FM 1950 makes no distinction between a “sway brace device” and a “restraint device” in its testing procedure. There is no minimum load to achieve during testing. A product is simply tested, and an approved load is assigned. FM Global publishes load values applicable to a range of brace angles. The products intended by a manufacturer to be used as a restraint can be identified by much lower loads than those products intended for the bracing of sprinkler main piping. Or, in some cases the name of the product itself might be the only clue.


Throughout the industry, there is general consensus on the notion that branch line restraints are critical components of a high performance and NFPA 13-compliant seismic bracing system. Contractors have five methods specified in NFPA 13 on how to install a functional restraint assembly and a sixth option that opens the door to “other approved means.” UL has attempted to address the “other approved means” by developing a set of criteria that is measurably a “lesser degree of resisting loads than bracing” (NFPA 13; 2013, and has allowed products to be listed in sway brace product files and bear the UL logo.

While this may cause some confusion for Authorities Having Jurisdiction (AHJ) on a product-specific listing, it is a good attempt to apply a specific set of test criteria to the NFPA 13 definition of a restraint. Similar to how requirements for sway bracing has evolved, it is likely that the requirements for Branch Line Restraints will continue to be redefined and expanded as NFPA 13 evolves through its revision cycles.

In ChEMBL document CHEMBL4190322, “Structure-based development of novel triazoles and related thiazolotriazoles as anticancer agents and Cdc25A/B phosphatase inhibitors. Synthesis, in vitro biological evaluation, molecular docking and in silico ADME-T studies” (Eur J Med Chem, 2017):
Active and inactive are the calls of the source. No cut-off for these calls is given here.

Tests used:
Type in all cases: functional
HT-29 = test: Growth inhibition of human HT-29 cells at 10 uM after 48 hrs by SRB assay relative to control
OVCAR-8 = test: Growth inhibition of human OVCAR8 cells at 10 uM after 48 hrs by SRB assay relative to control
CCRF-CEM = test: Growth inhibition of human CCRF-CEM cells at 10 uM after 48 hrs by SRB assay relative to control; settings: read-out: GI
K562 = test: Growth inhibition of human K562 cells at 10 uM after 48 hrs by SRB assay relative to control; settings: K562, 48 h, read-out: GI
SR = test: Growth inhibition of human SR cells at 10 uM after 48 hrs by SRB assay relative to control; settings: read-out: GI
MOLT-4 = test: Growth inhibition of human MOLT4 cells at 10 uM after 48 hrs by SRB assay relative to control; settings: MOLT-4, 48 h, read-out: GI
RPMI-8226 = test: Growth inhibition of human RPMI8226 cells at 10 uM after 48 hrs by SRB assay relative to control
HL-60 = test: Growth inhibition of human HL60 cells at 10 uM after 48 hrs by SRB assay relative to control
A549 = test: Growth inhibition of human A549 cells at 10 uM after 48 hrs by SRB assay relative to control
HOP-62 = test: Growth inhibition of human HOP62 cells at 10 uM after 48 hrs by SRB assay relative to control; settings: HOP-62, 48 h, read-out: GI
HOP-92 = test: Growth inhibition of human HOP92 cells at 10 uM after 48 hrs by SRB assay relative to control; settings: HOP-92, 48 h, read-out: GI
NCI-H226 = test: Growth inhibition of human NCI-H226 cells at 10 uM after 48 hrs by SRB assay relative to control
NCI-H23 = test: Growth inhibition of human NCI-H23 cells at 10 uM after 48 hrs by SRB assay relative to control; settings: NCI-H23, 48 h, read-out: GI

In the meantime, authorities need to understand exactly what is allowed by the five options in the current NFPA 13 standard as well as the UL testing and approval processes that manufacturers apply to their products. The manufacturers of products can only supply information about their products and the testing of their products. The manufacturer can offer that a product is listed or not, or approved or not, to perform certain functions as defined by those certifications. Contractors can design systems and have their submittals approved by the AHJ. After the systems are installed, contractors can only say that what they have installed is what was approved in the submittal or not.

If an installed product is not UL listed as a hanger or a sway brace, then it is the AHJ, not the manufacturer nor the contractor, who is responsible for defining whether or not the product is compliant with NFPA 13.

Branch line restraint informational sources

1. NFPA 13 Automatic Sprinkler Systems Handbook - 2010 edition - Jim Lake

2. NFPA 13 Automatic Sprinkler Systems Handbook - 2013 edition - Matthew J. Klaus

3. UL 203A Outline for the investigation of Sway Braces for Sprinkler System Piping - 2012 edition

4. FM Global - Approval Standard for Seismic Sway Braces for Automatic Sprinkler Systems Class Number 1950 - 2011